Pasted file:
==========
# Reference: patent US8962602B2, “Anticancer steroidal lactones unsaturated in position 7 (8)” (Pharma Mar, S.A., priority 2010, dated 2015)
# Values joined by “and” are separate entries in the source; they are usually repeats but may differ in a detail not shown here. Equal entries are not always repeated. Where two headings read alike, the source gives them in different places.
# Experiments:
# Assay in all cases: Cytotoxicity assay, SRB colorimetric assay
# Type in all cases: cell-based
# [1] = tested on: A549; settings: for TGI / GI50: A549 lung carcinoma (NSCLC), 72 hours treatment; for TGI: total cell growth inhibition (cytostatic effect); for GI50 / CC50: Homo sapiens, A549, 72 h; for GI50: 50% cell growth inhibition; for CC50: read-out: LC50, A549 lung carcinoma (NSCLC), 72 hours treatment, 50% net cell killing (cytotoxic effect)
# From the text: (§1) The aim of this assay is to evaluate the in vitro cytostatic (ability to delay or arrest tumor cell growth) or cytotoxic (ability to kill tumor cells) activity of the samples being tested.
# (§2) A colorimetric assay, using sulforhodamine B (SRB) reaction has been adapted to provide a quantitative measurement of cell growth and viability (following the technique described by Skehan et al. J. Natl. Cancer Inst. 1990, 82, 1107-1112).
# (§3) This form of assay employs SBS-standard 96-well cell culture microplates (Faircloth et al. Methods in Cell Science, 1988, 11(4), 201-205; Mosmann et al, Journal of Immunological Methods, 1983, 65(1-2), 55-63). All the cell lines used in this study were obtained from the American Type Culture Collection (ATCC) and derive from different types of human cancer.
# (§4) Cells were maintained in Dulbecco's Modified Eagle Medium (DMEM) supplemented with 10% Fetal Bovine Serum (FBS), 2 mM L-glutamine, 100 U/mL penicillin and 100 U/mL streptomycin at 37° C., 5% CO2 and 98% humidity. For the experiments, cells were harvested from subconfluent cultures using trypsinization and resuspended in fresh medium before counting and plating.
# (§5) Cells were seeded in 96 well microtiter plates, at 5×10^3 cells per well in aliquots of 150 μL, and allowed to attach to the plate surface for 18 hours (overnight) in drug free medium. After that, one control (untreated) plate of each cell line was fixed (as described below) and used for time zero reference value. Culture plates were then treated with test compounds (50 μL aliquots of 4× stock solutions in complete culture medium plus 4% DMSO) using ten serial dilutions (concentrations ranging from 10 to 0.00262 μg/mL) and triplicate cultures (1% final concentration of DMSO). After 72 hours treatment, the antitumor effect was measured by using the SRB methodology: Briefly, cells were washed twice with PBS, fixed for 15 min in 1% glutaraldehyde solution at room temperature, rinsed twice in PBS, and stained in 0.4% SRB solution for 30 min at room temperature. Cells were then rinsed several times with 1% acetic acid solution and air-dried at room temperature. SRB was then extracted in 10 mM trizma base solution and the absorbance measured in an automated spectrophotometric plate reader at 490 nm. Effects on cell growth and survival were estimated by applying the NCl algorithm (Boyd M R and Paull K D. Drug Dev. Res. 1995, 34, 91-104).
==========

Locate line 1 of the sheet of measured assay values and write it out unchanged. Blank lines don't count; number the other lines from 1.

# Reference: patent US8962602B2, “Anticancer steroidal lactones unsaturated in position 7 (8)” (Pharma Mar, S.A., priority 2010, dated 2015)